ongress was now ready to transact business. Messrs. Davis, Jones, Wigfall, and Orr came forward, took the oath, and subscribed to the Constitution. Mr. T. R. R. Cobb, of Georgia, said that as a quorum was present, and the Congress had been convened by the proclamation of the President, he moved that a committee of three be appointed to wait on the President and inform him that Congress was now ready to receive any communication from him. The President appointed Messrs. T. R. R. Cobb, Jas. Chesnut, Jr., and John Perkins, Jr., that committee. The committee retired, and in a few minutes returned and stated that the President would in a few minutes communicate in writing to Congress. Mr. T. R. R. Cobb offered the following resolution, which was adopted: Resolved, by the Confederate States of America, That the Secretary of Congress be authorized to appoint an assistant in the place of A. B. Clitherall, Esq., resigned. The President presented to Congress the a
n on the part of the Military Committee to stifle the bill alluded to. The bills for the organization of the military forces of the Confederate States have all been passed, and he did not consider the bill for the organization of a volunteer division at present of such importance as to demand the immediate attention of the committee. There is no doubt the Military Committee will give to the bill all the attention it merits, and most certainly they will report it back to Congress. Mr. T. R. R. Cobb, of Georgia, presented a memorial from a very worthy clergyman as to the propriety and necessity of appointing chaplains for the Army. The memorial, without being read, was referred to the Military Committee. Mr. Ochiltree, of Texas, offered a memorial from citizens of Texas, on the necessity of establishing an armory in Madison county, in Texas. The memorial, without being read, was referred to the Military Committee. Mr. Khett, of South Carolina, then moved that Congress
nsas. A. H. Garland, Little Rock, Arkansas. W. W. Watkins, Carrolton, Arkansas. Florida. Jackson Morton, Milton, Florida. G. T. Ward, Tallahassee, Florida. J. B. Owens, Cottage P. O., Florida. Georgia. Robert Toombs, Washington, Georgia. Howell Cobb, Athens, Georgia. Francis S. Bartow, Savannah, Georgia. Martin J. Crawford, Columbus, Georgia. Eugenius A. Nisbet, Macon, Georgia. Benjamin H. Hill, Lagrange, Georgia. A. R. Wright, Rome, Georgia. T. R. R. Cobb, Athens, Georgia. A. H. Keenan, Milledgeville, Georgia. A. H. Stephens, Crawfordsville, Georgia. Louisiana. J. Perkins, Jr., Ashwood, Madison Parish, La. A. de Clouet, St. Martinsville, La. C. H. Conrad, New Orleans, La. D. F. Kenner, New River, Ascension Parish, La. E. Sparrow, Providence, Carroll Parish, La. H. Marshal, Blackjack, De Soto Parish, La. Mississippi. W. P. Harris, Jackson, Mississippi. W. Brooke, Vicksburg, Mississippi. J. A. Orr,--,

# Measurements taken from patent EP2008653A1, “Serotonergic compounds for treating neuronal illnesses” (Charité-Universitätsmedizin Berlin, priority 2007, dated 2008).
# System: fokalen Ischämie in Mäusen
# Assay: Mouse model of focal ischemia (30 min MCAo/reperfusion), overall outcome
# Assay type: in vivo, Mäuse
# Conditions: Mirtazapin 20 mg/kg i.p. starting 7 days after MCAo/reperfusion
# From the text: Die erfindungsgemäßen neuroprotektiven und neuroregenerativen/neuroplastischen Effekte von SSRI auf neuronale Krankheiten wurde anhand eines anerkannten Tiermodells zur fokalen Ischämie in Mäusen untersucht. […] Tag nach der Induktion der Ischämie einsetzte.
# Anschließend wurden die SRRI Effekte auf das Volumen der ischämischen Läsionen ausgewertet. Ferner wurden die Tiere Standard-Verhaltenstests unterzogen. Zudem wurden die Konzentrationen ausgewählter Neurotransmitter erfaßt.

[from the Macon (Ga.) Telegraph.]Appeal to the Planters. The following eloquent appeal to our Planters, from a gallant and patriotic soldier, came to hand yesterday morning. Reed it, Planters of Georgia, and resolve that while others perit their lives, you will not be tardy to stake your fortunes for your country : Cant lee, Tanner's Creek Cross Roads, Virginia June 4, 1861. Hon. Howell Cone--Dear Sir --I have read with deep interest the appeal made by your self and Hon. T. R. R. Cobb, "to the Piaters of Georgia," in which you call upon them to subscribe a portion of their next crop in advance, and receive for the proceeds of its sale bonds of the Confederate States, running at twenty years, and bearing eight per cent. interest. As Agents of the Confederate States, you have made this call upon the Planters of our State to sustain the credit of the Government, and to provide means for the defence of our soil, our liberty, our families and our religion. I have also r
rto attaching to prominent men. The President of Congress, Hon. Howell Cobb, wee see from our Georgia exchanges, has been appointed a Colonel in the Provisional Army, and is raising a regiment in the sixth Congressional District of that State for the war. The Vice President of the Confederate States, Hon. Alex. H. Stevens, possesses too weak a frame to enter into military service; but he is devoting his appended intellectual powers in another and equally important service. T. R. R. Cobb, of Georgia, brother of the President of Congress, is raising a legion to be called "Tom Cobb's Legion." Louis, T. Wigfall, of Texas, has been for several weeks in our city, devoting his time and faculties in a most useful way, and we doubt if he can much longer be kept from a closer observation of the enemy, and a participation in the actual conflict. General Waul, of Texas, is likewise in Richmond, forwarding the interests of the people of his State, who are desirous of being
A Pathetic family. --The editor of the Raleigh (N. C.) Standard, thus writes to his paper: On our way to Suffolk, Va., we had the pleasure of traveling with Chief Justice Lumpkin, of Georgia, who has seven sons in the army in Virginia. The venerable and honored man was going, in vacation of his Court, with his wife, the mother of the boys, to see them. His son-in-law, T. R. R. Cobb, is on his way to Virginia in command of a Georgia regiment.